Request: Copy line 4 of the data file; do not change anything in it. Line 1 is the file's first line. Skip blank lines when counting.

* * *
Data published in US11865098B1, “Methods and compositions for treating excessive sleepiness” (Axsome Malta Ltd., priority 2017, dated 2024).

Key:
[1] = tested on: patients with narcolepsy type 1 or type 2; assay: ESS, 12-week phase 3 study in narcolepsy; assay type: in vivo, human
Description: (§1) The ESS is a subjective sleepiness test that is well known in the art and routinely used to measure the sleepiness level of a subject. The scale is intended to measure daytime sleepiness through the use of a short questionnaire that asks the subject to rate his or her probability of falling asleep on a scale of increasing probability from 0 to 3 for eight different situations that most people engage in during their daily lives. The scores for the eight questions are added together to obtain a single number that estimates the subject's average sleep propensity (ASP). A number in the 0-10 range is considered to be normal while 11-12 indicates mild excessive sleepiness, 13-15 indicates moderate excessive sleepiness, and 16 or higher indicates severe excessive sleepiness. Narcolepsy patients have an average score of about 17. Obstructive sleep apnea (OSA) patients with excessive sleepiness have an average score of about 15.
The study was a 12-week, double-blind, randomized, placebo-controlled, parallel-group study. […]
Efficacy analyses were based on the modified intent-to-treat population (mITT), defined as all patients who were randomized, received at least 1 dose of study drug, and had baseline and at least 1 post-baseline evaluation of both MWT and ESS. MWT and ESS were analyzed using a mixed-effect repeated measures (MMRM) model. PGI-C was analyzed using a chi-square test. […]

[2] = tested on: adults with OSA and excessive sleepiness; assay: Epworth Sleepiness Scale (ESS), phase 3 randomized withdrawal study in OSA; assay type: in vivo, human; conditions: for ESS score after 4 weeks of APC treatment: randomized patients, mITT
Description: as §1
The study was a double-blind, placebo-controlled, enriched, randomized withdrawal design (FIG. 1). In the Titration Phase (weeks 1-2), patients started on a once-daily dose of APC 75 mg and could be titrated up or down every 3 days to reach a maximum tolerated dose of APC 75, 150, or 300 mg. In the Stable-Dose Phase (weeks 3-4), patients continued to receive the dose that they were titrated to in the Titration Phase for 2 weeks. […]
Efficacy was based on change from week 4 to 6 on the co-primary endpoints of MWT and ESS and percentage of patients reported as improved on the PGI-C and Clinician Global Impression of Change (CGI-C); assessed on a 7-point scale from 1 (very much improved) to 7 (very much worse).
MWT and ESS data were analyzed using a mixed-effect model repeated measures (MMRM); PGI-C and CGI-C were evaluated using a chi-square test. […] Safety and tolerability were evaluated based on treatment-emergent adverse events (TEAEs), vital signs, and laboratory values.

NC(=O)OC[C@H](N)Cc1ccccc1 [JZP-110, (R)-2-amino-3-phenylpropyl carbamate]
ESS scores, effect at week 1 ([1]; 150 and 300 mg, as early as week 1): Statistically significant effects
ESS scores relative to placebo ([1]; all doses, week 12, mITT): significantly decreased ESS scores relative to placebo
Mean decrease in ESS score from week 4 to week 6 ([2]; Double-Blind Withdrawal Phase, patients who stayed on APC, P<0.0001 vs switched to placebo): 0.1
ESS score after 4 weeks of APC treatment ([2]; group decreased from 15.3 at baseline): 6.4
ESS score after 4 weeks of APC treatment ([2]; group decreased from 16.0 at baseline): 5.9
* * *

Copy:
Description: (§1) The ESS is a subjective sleepiness test that is well known in the art and routinely used to measure the sleepiness level of a subject. The scale is intended to measure daytime sleepiness through the use of a short questionnaire that asks the subject to rate his or her probability of falling asleep on a scale of increasing probability from 0 to 3 for eight different situations that most people engage in during their daily lives. The scores for the eight questions are added together to obtain a single number that estimates the subject's average sleep propensity (ASP). A number in the 0-10 range is considered to be normal while 11-12 indicates mild excessive sleepiness, 13-15 indicates moderate excessive sleepiness, and 16 or higher indicates severe excessive sleepiness. Narcolepsy patients have an average score of about 17. Obstructive sleep apnea (OSA) patients with excessive sleepiness have an average score of about 15.